Above the chestnut trees, the beech forests laid supreme, spreading out untamed along the steepening contours of the spur ridge that led to Yasha pond. Clearly marked signposts help us gauge horizontal progress, while the altimeter tallied the gains in vertical altitude. It was simply a matter of placing one boot print in front of the other and resisting the urge to give in for a break. I tend to hold off on rests until reaching discernible landmarks. At the top of the spur, the rocks gave way to wooden boardwalks as we reached the shores of the tranquil lake. We collapsed on the wooden boardwalk while watching the sun drift in an out of the swiftly moving cloud.

We enjoyed a light lunch while staring at the salamanders slithering through the emerald green waters of the pond. Perhaps these are descendants of the original dragon that once graced these shores. Tomoko decided to call it a day and opted for a leisurely afternoon of relaxing by the lake, followed by a dawdle back to the car. “See you in a couple of hours,” came our response, as Nao, Akihiro and I shouldered the packs and ventured into the unknown.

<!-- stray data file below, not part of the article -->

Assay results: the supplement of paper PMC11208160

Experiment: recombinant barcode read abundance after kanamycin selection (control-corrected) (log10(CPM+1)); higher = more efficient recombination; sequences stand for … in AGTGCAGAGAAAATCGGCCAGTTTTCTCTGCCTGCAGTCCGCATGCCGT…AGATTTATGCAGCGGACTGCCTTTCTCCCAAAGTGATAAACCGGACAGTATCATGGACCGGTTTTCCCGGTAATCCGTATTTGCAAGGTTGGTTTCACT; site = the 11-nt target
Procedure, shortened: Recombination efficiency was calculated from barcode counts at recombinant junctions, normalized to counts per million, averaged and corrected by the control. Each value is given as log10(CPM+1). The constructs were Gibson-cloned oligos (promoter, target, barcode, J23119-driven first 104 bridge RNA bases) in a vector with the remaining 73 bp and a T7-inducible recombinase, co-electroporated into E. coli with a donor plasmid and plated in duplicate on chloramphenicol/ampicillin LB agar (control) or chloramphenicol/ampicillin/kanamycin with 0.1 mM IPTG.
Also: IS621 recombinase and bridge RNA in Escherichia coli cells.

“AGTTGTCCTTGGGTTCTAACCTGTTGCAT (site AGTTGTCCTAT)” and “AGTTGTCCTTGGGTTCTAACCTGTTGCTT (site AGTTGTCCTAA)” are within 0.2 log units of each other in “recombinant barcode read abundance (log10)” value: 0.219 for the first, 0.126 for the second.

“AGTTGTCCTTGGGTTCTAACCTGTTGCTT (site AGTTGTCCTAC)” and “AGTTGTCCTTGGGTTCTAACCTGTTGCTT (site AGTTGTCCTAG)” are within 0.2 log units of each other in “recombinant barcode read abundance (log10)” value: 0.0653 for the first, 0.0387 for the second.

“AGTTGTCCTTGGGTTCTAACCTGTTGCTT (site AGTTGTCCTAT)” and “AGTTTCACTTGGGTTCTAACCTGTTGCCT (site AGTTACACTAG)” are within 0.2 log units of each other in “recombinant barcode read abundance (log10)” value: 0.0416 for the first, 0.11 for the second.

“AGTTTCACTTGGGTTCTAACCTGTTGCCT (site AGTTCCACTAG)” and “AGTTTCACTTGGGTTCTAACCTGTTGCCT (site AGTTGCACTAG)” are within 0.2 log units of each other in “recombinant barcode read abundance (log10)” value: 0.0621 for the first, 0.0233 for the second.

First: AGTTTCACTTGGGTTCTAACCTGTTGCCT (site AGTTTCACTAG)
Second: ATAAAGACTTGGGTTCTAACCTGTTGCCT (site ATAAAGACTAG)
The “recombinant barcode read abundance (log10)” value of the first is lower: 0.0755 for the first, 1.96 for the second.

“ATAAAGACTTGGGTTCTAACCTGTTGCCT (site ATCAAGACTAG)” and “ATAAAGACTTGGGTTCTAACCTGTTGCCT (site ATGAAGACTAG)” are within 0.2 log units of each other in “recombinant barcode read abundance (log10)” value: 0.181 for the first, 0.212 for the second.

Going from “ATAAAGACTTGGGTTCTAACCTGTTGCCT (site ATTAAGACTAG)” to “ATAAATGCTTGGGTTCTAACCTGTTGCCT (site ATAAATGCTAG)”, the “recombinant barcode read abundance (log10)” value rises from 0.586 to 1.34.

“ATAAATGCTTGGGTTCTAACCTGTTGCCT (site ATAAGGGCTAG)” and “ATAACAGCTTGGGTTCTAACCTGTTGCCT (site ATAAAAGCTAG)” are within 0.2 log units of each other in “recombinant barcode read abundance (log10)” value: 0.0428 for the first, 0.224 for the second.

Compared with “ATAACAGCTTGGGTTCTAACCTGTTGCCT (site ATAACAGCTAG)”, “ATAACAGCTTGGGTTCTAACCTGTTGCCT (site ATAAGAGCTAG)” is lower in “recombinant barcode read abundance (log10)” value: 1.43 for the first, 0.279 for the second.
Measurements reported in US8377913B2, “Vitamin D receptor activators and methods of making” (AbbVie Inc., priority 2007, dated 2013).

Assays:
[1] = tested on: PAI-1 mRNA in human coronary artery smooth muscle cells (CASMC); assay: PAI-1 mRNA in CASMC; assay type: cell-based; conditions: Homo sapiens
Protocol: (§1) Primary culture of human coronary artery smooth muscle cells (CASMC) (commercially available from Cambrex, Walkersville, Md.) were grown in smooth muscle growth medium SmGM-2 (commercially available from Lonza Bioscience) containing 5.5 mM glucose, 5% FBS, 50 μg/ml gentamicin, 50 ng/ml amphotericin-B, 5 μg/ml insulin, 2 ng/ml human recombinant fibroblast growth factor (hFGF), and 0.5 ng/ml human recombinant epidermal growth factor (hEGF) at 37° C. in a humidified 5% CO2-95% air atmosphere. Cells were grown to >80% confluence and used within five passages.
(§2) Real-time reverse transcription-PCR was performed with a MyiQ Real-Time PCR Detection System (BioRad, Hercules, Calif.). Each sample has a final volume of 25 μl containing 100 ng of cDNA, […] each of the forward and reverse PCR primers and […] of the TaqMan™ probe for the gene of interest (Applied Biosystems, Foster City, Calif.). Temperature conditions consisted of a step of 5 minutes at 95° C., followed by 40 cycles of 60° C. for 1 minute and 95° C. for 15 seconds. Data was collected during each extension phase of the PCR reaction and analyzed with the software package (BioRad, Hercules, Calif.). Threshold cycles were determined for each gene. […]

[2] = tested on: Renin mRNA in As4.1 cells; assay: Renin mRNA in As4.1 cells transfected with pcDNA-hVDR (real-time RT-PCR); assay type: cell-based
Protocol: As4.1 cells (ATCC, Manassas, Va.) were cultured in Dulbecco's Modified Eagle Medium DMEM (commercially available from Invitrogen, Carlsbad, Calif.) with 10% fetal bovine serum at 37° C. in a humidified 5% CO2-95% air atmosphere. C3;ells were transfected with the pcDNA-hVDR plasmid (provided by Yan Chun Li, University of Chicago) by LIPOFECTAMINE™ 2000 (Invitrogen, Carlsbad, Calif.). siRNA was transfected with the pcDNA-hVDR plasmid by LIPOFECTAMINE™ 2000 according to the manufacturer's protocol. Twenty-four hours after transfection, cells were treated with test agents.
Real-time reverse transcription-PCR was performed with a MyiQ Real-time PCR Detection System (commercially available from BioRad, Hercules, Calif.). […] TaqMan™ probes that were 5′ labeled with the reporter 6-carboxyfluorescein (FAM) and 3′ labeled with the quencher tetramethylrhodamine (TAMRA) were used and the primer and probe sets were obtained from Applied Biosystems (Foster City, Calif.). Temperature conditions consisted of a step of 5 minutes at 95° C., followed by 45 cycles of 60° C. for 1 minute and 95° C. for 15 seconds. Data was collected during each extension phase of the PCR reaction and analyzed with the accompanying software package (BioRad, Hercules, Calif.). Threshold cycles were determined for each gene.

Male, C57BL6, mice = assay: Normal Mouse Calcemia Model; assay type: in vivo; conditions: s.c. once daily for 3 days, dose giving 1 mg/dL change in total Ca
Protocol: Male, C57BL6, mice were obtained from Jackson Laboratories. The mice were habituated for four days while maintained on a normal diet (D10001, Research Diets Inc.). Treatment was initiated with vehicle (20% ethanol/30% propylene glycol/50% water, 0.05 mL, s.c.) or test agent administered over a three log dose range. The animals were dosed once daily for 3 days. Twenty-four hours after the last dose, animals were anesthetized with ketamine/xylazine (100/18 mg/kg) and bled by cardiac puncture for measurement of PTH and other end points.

The first part of the trail climbed past the northern edge of the waters before reaching the ridge line nestled snugly on the Fukui-Gifu Prefectural border. Peering down into Gifu, we could make out the well-worn path from the south that would not open to hikers for another week. Our route climbed a rocky outcrop past verdant fields of flowering gentian and majestic nikko kisuge lilies. The terrain appeared surprisingly alpine for such a low altitude of only 1100 meters – a testament to the harshness of the conditions found throughout the year.